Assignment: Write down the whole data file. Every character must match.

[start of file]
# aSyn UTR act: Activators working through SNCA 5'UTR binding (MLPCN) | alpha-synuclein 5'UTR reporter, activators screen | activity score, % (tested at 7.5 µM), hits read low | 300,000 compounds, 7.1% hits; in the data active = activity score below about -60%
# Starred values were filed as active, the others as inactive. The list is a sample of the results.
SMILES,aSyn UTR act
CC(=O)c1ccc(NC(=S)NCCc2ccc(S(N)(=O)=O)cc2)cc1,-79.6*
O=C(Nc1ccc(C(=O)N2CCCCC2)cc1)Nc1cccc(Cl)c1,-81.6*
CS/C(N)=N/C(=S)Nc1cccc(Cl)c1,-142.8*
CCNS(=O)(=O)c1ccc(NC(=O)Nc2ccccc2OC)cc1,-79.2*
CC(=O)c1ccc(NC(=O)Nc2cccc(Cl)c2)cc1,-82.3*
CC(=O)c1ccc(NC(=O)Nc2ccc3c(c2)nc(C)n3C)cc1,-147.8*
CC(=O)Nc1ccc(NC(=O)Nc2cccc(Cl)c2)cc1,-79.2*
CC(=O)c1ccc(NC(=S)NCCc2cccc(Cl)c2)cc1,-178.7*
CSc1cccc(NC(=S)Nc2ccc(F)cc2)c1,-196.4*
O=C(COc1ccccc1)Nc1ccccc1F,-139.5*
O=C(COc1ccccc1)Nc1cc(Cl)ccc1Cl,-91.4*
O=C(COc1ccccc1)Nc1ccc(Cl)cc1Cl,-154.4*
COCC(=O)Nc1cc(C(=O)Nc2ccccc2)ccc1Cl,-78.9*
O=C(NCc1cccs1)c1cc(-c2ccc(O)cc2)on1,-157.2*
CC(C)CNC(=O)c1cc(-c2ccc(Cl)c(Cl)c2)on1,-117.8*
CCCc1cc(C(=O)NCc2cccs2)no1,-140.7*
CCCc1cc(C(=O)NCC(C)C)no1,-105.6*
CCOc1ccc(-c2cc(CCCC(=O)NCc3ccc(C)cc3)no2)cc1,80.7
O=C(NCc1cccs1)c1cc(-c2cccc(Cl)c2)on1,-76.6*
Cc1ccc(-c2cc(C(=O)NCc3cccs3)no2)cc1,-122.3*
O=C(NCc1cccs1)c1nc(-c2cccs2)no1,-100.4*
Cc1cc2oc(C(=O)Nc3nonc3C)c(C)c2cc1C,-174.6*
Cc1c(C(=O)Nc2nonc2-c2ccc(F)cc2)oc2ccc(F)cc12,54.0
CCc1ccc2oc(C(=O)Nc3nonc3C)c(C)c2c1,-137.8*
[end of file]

# aSyn UTR act: Activators working through SNCA 5'UTR binding (MLPCN) | alpha-synuclein 5'UTR reporter, activators screen | activity score, % (tested at 7.5 µM), hits read low | 300,000 compounds, 7.1% hits; in the data active = activity score below about -60%
# Starred values were filed as active, the others as inactive. The list is a sample of the results.
SMILES,aSyn UTR act
CC(=O)c1ccc(NC(=S)NCCc2ccc(S(N)(=O)=O)cc2)cc1,-79.6*
O=C(Nc1ccc(C(=O)N2CCCCC2)cc1)Nc1cccc(Cl)c1,-81.6*
CS/C(N)=N/C(=S)Nc1cccc(Cl)c1,-142.8*
CCNS(=O)(=O)c1ccc(NC(=O)Nc2ccccc2OC)cc1,-79.2*
CC(=O)c1ccc(NC(=O)Nc2cccc(Cl)c2)cc1,-82.3*
CC(=O)c1ccc(NC(=O)Nc2ccc3c(c2)nc(C)n3C)cc1,-147.8*
CC(=O)Nc1ccc(NC(=O)Nc2cccc(Cl)c2)cc1,-79.2*
CC(=O)c1ccc(NC(=S)NCCc2cccc(Cl)c2)cc1,-178.7*
CSc1cccc(NC(=S)Nc2ccc(F)cc2)c1,-196.4*
O=C(COc1ccccc1)Nc1ccccc1F,-139.5*
O=C(COc1ccccc1)Nc1cc(Cl)ccc1Cl,-91.4*
O=C(COc1ccccc1)Nc1ccc(Cl)cc1Cl,-154.4*
COCC(=O)Nc1cc(C(=O)Nc2ccccc2)ccc1Cl,-78.9*
O=C(NCc1cccs1)c1cc(-c2ccc(O)cc2)on1,-157.2*
CC(C)CNC(=O)c1cc(-c2ccc(Cl)c(Cl)c2)on1,-117.8*
CCCc1cc(C(=O)NCc2cccs2)no1,-140.7*
CCCc1cc(C(=O)NCC(C)C)no1,-105.6*
CCOc1ccc(-c2cc(CCCC(=O)NCc3ccc(C)cc3)no2)cc1,80.7
O=C(NCc1cccs1)c1cc(-c2cccc(Cl)c2)on1,-76.6*
Cc1ccc(-c2cc(C(=O)NCc3cccs3)no2)cc1,-122.3*
O=C(NCc1cccs1)c1nc(-c2cccs2)no1,-100.4*
Cc1cc2oc(C(=O)Nc3nonc3C)c(C)c2cc1C,-174.6*
Cc1c(C(=O)Nc2nonc2-c2ccc(F)cc2)oc2ccc(F)cc12,54.0
CCc1ccc2oc(C(=O)Nc3nonc3C)c(C)c2c1,-137.8*